Is the Ceasefire in Syria Just a Moral Victory?

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U.S. Air Force F-15 Strike Eagles conducting combat operations in Iraq against ISIS targets.

Amid attacks on a Doctors Without Borders-run hospital and fierce fighting on the ground throughout Syria, Slate's War Stories columnist Fred Kaplan explains why a "cessation of hostilities" agreement, signed by more than a dozen countries, won't do all that much to end the violence.

Kaplan, who recently wrote Dark Territory: The Secret History of Cyber War (Simon & Schuster, 2016), said the ceasefire calls for a “cessation of hostilities,” except for the fight against ISIS and the other main jihadist group, al-Nusra Front, as well as “other groups designated as terrorist organizations by the United Nations Security Council.”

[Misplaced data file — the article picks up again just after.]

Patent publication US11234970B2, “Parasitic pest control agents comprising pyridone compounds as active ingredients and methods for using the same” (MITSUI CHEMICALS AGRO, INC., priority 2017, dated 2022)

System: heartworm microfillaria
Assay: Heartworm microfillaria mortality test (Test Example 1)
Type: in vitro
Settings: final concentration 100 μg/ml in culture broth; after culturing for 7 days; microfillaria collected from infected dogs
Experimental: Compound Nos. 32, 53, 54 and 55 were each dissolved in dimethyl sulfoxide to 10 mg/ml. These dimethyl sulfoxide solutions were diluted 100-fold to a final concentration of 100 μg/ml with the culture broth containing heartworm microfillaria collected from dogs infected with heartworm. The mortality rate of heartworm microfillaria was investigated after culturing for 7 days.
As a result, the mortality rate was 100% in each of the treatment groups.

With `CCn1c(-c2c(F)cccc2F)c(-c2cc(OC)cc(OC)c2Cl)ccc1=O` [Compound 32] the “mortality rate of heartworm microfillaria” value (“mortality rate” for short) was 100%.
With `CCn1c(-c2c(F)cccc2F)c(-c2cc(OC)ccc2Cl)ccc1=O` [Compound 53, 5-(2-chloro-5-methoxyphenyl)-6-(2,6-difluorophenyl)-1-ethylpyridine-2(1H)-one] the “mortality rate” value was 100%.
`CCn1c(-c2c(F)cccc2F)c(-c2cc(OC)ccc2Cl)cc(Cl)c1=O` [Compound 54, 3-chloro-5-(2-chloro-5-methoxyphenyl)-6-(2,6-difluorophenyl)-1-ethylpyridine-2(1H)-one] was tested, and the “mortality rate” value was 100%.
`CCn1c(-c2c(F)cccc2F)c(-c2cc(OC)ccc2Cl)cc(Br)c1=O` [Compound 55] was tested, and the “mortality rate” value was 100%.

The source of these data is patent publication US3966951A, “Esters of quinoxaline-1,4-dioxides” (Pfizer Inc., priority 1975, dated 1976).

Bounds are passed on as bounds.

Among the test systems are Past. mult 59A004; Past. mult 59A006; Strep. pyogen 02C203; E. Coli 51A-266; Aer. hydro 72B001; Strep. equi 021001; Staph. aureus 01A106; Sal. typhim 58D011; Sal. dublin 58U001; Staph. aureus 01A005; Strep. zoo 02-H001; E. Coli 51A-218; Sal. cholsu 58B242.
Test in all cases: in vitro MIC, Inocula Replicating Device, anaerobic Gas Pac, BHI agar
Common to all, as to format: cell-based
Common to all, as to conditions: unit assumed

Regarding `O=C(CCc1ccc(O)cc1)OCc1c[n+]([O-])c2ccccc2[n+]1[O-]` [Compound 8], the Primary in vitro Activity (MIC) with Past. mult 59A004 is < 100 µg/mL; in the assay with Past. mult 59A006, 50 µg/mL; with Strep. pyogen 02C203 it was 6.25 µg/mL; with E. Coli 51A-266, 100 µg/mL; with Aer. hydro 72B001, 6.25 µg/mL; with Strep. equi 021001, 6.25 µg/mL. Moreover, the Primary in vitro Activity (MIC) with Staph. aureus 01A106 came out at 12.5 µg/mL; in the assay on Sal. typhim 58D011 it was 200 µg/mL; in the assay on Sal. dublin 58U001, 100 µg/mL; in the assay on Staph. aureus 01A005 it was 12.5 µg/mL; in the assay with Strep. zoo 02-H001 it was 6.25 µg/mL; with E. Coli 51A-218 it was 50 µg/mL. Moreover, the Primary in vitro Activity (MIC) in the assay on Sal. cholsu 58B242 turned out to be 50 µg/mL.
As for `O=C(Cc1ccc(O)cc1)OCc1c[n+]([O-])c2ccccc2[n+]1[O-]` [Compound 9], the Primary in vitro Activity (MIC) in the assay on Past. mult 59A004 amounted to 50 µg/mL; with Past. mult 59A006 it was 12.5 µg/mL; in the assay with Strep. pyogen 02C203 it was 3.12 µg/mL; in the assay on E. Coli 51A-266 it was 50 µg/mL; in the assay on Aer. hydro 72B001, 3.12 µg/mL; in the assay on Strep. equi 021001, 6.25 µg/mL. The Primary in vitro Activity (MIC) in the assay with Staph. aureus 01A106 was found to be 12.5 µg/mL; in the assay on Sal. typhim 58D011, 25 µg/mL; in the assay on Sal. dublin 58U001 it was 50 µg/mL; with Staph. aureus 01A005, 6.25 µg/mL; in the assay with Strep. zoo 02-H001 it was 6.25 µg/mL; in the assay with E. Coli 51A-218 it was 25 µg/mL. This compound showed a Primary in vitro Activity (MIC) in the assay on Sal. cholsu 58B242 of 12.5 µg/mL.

But Kaplan pointed out a fundamental problem with this clause: The 19 nations that comprise the Security Council have different stances on which groups should be deemed "terrorist." Consequently, not much is likely to change in regards to fighting between warring parties during the ceasefire.